The problem with the harm principle, of course, is that it leaves the concept of “harm” undefined.  Mill, who sought to establish a utilitarian liberalism – as if liberty itself has no utilitarian value – suggests harm can be “either physical or moral.”  This then leaves the problem of defining a universally applicable morality, a task presumably left to prevailing hierarchical structures of power (incidentally, the remarkable scholarship of Domenico Losurdo unmasks Mill as a colonialist profiteer and racist, who called for liberty for Europeans and “despotism” for “barbarians”).

In fact, the right to free expression is completely without value if it is not completely universal.  The right to advocate literally any viewpoint is unique among the classically liberal rights – it actually reflects some materialist critique of state power.  Fighting for universal rights to expression is fighting against what Marxists writing 300 years after Milton would identify as hegemonic ideology.  If there are parameters to free expression, however objective they may seem, these parameters are in fact dictated by capital and its interests.  We see this play out in the cases of Dobbs and Ciccariello-Maher – as free speech is curtailed for seemingly progressive reasons, those actually silenced are critics of capital, critics of the status quo.

This is why modern liberal theory strains itself into unholy convolutions to justify restrictions on free expression.  Austrian philosopher Karl Popper offered a most forceful defense of liberal democracy after the Third Reich annexed his country of origin.  In his 1945 book The Open Society and Its Enemies he goes a step farther than Mill in defining “harm” as it applies to the great liberal panacea, tolerance:

If we extend unlimited tolerance even to those who are intolerant, if we are not prepared to defend a tolerant society against the onslaught of the intolerant, then the tolerant will be destroyed, and tolerance with them…We should therefore claim, in the name of tolerance, the right not to tolerate the intolerant.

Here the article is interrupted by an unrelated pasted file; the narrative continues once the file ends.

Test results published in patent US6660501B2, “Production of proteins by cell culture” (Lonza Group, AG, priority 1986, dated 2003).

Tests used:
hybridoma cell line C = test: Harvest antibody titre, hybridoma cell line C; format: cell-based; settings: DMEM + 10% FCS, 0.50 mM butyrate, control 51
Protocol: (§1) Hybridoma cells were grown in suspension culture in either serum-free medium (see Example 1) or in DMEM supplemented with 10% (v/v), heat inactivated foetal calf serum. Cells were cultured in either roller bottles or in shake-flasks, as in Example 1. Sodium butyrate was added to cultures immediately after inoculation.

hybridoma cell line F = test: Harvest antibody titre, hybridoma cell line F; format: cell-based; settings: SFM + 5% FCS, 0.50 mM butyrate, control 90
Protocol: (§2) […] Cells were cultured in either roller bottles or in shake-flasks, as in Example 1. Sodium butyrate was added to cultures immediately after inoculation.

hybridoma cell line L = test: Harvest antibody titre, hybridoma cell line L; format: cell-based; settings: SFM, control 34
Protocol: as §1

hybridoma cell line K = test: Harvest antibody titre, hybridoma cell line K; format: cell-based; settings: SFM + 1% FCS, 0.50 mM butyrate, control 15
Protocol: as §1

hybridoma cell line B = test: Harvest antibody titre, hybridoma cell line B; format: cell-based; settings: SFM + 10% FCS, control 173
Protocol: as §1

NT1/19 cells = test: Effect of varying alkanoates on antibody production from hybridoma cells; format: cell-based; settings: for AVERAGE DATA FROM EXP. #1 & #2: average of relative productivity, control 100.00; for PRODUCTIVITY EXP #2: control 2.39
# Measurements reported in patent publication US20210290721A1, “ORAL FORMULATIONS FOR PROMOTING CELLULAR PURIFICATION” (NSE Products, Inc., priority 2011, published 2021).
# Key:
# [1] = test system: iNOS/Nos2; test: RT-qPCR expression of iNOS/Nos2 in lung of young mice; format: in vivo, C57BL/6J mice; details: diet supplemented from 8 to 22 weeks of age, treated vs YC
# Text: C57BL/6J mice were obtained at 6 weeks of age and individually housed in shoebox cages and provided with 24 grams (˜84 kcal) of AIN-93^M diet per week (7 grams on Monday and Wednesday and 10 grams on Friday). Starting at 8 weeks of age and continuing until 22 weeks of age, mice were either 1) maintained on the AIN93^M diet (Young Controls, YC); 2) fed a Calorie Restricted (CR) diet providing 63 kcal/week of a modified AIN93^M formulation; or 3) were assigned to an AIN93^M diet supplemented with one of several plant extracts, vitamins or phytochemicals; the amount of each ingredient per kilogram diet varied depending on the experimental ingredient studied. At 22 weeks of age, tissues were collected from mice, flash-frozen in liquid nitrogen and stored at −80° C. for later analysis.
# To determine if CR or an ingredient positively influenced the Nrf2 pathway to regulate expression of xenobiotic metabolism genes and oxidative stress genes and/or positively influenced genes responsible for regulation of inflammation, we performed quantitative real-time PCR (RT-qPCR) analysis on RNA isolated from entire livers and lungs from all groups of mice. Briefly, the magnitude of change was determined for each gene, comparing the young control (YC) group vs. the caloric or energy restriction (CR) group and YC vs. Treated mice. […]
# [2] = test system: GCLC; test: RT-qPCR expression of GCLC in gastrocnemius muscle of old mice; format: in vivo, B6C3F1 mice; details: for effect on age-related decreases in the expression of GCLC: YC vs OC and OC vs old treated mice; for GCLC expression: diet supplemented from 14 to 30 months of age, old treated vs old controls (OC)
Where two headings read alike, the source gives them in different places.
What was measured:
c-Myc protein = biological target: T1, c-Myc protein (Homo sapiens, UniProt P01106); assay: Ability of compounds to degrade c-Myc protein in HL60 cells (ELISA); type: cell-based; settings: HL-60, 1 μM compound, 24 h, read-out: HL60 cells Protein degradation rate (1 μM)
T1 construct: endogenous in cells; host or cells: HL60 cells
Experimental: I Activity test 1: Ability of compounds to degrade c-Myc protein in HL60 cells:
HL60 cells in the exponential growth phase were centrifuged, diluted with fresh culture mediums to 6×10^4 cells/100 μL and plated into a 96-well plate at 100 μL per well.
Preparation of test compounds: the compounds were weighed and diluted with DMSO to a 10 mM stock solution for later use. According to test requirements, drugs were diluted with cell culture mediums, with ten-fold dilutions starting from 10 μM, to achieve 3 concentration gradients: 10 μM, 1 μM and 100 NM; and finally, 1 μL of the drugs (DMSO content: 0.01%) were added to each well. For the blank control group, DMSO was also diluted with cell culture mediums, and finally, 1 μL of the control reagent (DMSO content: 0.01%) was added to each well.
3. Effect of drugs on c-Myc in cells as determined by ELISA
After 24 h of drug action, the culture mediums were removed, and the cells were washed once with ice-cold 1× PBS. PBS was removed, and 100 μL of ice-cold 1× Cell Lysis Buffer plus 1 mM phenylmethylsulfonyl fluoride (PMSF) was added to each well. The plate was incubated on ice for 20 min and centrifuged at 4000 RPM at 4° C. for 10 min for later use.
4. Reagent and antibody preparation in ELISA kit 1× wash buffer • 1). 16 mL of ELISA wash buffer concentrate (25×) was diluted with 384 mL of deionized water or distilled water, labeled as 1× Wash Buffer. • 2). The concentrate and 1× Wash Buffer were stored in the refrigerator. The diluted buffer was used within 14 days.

Popper and his “paradox of tolerance” have seen a recent surge in popularity, spreading virally online after the alt-right’s murder of Heather Heyer at Charlottesville.  His work is embraced by the antifascist intelligentsia (Ciccariello-Maher included, though the most celebratory left-Popperism comes from critical theorist Jacqueline Stevens, whose work is presented alongside his in 2011’s How Not To Be Governed), and he is frequently cited by Marxists (academic and otherwise) who would no sooner acknowledge their debt to a behemoth of liberal thought than they would admit to voting for Hillary Clinton.

But Popper was not just a behemoth of liberal thought, he was first and foremost a behemoth of reactionary thought.  The Open Society and Its Enemies is a 750-page indictment of historicist theory, focused especially on debunking the Open Society’s most terrifying critic, Karl Marx.  After the arrogance, the ignorant digressions (no, Hegel is not just “gibberish”), and the nauseating pretensions, Popper’s central argument is simple: Marx’s concept of history as class struggle is useless because it is unfalsifiable, and in fact, counter to Marxist theory, history is unpredictable.  For this and very little else, Popper is celebrated by liberal institutions as having “disproven Marxism” and rendering historical analysis illegitimate (convenient for those benefiting from historic crimes).  That Capital and the Grundrisse have accurately predicted every macroeconomic trend of the past 150 years is somehow hardly relevant.

Had Popper taken the time to understand Marx’s invaluable historical materialism, he would never have published such a preposterous thesis as “the paradox of tolerance.”  Like all modern liberals who anoint themselves “social scientists,” he has exactly confused cause and effect.  In the hypothetical world liberals imagine they inhabit, ideas spread organically and material conditions are shaped by the beliefs of subjects acting on their beliefs; in this nonexistent society, perhaps a case could be made for isolating hateful thought before it becomes hateful reality.  But history tells us unequivocally that ideology is non-democratic, that beliefs are spread not by those who hold them but by structures of state power, that we are not subjects innately in control of our own agency.

True Marxists, students of historical movement and the structures that guide it, must then accept the following positions:

  1. That fascism is not the result of collective action by fascist sympathizers, but rather, fascist sympathizers are the result of capitalists manipulating ideology to protect their material interests.
  2. That individuals accept fascist narratives not because they hear fascists expressing their beliefs, but because the capitalist narratives of race, gender, and identity – established through socialization, education, and media exposure – establish a framework for hierarchy that is intrinsically fascist.